After work-up at a reference hospital for bowel transplant, a liver biopsy was performed in April 2012. It revealed parenchymal and canalicular cholestasis in the liver parenchyma consistent with the changes induced by PN. The bilirubin level increased from 5.1mg/dL to 15.4mg/dL after the liver biopsy (complicated by a hematoma and hemoperitoneum). Because of this sudden liver function impairment, lipid administration was suspended for 3 weeks, but was restarted in June using a different lipid emulsion (a physical mixture of soybean oil, MCTs, olive oil, and W3FA in a 3:3:2.5:1.5 ratio) at a dose of 25g/day, which was gradually increased in the following months up to 50g/48h. Partial improvement of the bilirubin level was found by the end of the year. When lipid provision decreased, the patient required supplementation with vitamins K and A.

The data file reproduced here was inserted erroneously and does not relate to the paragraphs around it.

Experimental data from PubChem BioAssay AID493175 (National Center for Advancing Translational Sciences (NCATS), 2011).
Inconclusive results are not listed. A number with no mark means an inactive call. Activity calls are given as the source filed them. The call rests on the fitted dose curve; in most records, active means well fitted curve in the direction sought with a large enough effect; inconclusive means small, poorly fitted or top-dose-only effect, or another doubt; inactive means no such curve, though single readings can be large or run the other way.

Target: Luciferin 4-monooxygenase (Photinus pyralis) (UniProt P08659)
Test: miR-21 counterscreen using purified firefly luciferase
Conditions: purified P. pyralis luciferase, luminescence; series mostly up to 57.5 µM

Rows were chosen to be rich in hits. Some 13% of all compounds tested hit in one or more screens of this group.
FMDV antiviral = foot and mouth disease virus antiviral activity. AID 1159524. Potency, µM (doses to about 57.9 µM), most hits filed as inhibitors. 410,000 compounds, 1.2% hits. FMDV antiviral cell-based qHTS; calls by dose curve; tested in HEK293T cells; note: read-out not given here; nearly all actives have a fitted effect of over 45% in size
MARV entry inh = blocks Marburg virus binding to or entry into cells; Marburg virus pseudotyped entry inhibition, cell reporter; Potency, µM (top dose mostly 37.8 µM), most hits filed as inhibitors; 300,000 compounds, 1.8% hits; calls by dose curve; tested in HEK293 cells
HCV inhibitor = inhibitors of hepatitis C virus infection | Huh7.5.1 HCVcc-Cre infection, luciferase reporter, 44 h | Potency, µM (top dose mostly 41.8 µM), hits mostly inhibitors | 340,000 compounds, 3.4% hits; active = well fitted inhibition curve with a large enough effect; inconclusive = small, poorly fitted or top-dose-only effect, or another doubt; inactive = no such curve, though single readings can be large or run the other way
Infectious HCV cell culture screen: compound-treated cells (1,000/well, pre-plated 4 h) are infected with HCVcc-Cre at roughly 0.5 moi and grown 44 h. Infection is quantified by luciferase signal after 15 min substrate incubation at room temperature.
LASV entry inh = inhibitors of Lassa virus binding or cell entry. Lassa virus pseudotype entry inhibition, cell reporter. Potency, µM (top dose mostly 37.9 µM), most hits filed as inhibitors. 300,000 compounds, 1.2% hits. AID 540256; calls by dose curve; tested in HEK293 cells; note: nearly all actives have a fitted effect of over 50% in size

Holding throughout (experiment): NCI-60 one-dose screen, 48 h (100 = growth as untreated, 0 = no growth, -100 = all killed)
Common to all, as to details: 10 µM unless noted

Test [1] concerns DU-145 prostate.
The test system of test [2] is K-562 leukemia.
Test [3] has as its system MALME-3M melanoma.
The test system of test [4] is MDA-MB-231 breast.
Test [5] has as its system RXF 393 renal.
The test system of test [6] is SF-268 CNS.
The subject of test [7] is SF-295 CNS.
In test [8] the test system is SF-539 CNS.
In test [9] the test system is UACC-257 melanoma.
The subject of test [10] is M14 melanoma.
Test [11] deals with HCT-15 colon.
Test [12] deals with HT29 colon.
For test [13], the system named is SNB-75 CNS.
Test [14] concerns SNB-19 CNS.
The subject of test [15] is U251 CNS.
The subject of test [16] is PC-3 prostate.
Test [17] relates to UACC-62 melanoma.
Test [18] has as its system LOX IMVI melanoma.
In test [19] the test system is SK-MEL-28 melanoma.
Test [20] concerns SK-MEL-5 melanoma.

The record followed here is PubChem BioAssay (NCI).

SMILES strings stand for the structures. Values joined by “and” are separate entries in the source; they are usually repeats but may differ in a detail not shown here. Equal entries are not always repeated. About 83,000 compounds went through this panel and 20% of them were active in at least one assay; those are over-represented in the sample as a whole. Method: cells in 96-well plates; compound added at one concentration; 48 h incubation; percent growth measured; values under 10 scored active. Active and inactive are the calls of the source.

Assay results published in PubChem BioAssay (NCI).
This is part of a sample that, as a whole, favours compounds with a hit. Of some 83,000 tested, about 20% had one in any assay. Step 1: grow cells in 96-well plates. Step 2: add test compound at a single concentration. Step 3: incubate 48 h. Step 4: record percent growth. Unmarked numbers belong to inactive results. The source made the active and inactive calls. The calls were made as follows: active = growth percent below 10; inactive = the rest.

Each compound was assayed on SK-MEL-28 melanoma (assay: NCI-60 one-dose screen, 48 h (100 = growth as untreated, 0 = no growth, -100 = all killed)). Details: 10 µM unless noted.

During 2013, because of liver function improvement and progressive weight loss (lowest weight achieved in April, 44.5kg; BMI 16.6kg/m2), lipid provision was increased up to a maximum of 65g/day for 4 days per week and 40g/day on the other days (Fig. 1).

Figure 1.

Change over time in total and direct bilirubin levels (weeks of treatment with Omegaven®).